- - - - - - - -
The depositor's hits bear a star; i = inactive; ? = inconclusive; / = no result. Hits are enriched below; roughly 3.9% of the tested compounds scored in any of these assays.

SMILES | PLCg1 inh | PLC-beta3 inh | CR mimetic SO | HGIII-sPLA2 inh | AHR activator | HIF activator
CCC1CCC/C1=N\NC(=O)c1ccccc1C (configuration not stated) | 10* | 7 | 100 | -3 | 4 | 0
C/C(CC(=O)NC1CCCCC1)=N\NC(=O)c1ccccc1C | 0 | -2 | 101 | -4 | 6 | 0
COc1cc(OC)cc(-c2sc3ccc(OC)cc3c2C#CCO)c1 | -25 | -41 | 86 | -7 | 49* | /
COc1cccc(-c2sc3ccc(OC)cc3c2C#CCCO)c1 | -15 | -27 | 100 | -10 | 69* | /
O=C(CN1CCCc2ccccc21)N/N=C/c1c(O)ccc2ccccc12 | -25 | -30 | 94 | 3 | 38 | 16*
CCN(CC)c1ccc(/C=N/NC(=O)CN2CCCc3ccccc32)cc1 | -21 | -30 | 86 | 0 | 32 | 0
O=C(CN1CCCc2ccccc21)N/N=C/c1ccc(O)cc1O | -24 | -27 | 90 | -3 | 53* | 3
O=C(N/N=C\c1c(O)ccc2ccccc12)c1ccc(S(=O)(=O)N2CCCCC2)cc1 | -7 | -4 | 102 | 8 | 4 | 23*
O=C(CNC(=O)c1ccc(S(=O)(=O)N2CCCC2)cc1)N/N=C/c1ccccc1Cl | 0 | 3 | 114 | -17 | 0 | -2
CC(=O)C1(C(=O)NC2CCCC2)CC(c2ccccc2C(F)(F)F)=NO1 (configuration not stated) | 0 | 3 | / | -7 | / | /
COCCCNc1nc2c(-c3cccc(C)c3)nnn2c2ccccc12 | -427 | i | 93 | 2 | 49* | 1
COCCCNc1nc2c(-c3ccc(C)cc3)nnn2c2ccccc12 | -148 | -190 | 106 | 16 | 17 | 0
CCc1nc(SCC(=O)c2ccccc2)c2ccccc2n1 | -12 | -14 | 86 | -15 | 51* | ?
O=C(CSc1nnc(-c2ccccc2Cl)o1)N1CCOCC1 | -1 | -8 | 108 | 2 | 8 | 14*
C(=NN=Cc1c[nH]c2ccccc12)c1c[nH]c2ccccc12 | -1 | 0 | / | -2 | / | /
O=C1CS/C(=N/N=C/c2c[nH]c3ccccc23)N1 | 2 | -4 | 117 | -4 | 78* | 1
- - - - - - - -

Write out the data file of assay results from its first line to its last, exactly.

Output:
The depositor's hits bear a star; i = inactive; ? = inconclusive; / = no result. Hits are enriched below; roughly 3.9% of the tested compounds scored in any of these assays.

SMILES | PLCg1 inh | PLC-beta3 inh | CR mimetic SO | HGIII-sPLA2 inh | AHR activator | HIF activator
CCC1CCC/C1=N\NC(=O)c1ccccc1C (configuration not stated) | 10* | 7 | 100 | -3 | 4 | 0
C/C(CC(=O)NC1CCCCC1)=N\NC(=O)c1ccccc1C | 0 | -2 | 101 | -4 | 6 | 0
COc1cc(OC)cc(-c2sc3ccc(OC)cc3c2C#CCO)c1 | -25 | -41 | 86 | -7 | 49* | /
COc1cccc(-c2sc3ccc(OC)cc3c2C#CCCO)c1 | -15 | -27 | 100 | -10 | 69* | /
O=C(CN1CCCc2ccccc21)N/N=C/c1c(O)ccc2ccccc12 | -25 | -30 | 94 | 3 | 38 | 16*
CCN(CC)c1ccc(/C=N/NC(=O)CN2CCCc3ccccc32)cc1 | -21 | -30 | 86 | 0 | 32 | 0
O=C(CN1CCCc2ccccc21)N/N=C/c1ccc(O)cc1O | -24 | -27 | 90 | -3 | 53* | 3
O=C(N/N=C\c1c(O)ccc2ccccc12)c1ccc(S(=O)(=O)N2CCCCC2)cc1 | -7 | -4 | 102 | 8 | 4 | 23*
O=C(CNC(=O)c1ccc(S(=O)(=O)N2CCCC2)cc1)N/N=C/c1ccccc1Cl | 0 | 3 | 114 | -17 | 0 | -2
CC(=O)C1(C(=O)NC2CCCC2)CC(c2ccccc2C(F)(F)F)=NO1 (configuration not stated) | 0 | 3 | / | -7 | / | /
COCCCNc1nc2c(-c3cccc(C)c3)nnn2c2ccccc12 | -427 | i | 93 | 2 | 49* | 1
COCCCNc1nc2c(-c3ccc(C)cc3)nnn2c2ccccc12 | -148 | -190 | 106 | 16 | 17 | 0
CCc1nc(SCC(=O)c2ccccc2)c2ccccc2n1 | -12 | -14 | 86 | -15 | 51* | ?
O=C(CSc1nnc(-c2ccccc2Cl)o1)N1CCOCC1 | -1 | -8 | 108 | 2 | 8 | 14*
C(=NN=Cc1c[nH]c2ccccc12)c1c[nH]c2ccccc12 | -1 | 0 | / | -2 | / | /
O=C1CS/C(=N/N=C/c2c[nH]c3ccccc23)N1 | 2 | -4 | 117 | -4 | 78* | 1